The Neanderthal Genome Project Begins

The BBC has a short article on the first DNA isolated from a Neanderthal’s nucleus. (Previous efforts have gotten DNA from their mitochondria, which are small energy-generating organelles.) The results, announced at a meeting, are the fruits of a new method for extracting genetic information from fossils. Theoretically it should be possible to pull together a lot of pieces of Neanderthal DNA into something approaching a genome. We’ll have to wait for the big paper for the details, but these early clues suggest it will be worth the wait.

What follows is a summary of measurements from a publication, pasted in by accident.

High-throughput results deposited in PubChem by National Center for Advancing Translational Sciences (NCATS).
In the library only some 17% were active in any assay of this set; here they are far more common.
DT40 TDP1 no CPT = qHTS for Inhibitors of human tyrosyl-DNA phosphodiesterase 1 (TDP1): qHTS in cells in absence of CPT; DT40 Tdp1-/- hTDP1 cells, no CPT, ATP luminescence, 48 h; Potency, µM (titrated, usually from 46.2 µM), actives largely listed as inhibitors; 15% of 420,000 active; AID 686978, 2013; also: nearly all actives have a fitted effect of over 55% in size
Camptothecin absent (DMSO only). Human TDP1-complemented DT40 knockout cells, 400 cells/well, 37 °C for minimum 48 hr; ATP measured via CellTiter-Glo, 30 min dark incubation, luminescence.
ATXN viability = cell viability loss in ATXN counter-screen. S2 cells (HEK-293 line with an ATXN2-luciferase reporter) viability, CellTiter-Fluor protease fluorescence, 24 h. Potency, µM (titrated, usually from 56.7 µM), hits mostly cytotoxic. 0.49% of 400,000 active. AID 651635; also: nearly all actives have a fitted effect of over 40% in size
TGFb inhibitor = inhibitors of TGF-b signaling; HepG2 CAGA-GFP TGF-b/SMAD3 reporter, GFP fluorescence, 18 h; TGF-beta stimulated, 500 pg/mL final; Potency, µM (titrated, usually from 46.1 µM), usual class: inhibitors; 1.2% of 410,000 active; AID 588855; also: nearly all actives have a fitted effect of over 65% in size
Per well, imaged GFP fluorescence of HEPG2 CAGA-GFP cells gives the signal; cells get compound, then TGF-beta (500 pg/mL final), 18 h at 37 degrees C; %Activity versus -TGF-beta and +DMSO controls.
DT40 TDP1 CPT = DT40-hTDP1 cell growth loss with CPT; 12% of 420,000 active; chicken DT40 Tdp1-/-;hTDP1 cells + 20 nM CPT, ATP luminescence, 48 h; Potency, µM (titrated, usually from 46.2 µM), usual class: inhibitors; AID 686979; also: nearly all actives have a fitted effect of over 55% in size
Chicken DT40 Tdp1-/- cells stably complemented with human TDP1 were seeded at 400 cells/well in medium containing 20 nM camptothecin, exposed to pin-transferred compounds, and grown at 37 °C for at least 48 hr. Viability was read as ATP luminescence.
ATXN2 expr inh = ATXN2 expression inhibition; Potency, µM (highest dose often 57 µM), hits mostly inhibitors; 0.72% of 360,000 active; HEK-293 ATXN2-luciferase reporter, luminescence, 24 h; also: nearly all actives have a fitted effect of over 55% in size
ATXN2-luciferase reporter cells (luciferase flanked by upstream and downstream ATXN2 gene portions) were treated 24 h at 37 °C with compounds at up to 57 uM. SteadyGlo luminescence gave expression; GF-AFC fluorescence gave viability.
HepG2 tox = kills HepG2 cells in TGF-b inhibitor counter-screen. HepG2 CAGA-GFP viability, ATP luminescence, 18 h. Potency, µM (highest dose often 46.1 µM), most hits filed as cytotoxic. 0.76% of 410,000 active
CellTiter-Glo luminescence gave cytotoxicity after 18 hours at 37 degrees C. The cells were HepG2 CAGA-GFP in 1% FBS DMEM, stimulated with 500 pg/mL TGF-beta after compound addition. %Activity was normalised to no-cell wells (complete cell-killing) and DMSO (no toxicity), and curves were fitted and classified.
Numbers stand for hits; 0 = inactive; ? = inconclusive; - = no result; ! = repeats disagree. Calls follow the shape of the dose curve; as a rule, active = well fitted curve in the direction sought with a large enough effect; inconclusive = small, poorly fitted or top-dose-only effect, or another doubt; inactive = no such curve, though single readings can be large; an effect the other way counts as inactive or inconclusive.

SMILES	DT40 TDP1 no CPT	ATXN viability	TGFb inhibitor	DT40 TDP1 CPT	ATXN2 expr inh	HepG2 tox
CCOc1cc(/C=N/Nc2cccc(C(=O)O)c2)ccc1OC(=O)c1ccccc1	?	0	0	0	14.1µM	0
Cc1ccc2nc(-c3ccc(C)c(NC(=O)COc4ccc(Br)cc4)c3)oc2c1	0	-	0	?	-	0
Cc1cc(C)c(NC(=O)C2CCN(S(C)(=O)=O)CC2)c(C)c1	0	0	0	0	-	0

Update: More from John Hawks here.

0 thoughts on “The Neanderthal Genome Project Begins

  1. Neandertal Genome is on the way!

    In 1997, Svante Pääbo, a paleogeneticist at the Max Planck Institute for Evolutionary Anthropology in Leipzig, Germany, announced that he had sequenced Neandertal mtDNA. This discovery allotted researchers a wealth of information about our curio

  2. I would like a preliminary mtDNA sequencing for the complete 16,000+ pair genome from Neanderthal (Neandertal).

    I am working on some important research involving the primer set MCB398/MCB869 and comparing this particular species ID sequence amongst a number of field samples.

    In fact, just this particular primer set portion of the entire mtDNA genome would be more than adequate.


    Richard Stubstad
    Ojai, California

Leave a Reply

Your email address will not be published. Required fields are marked *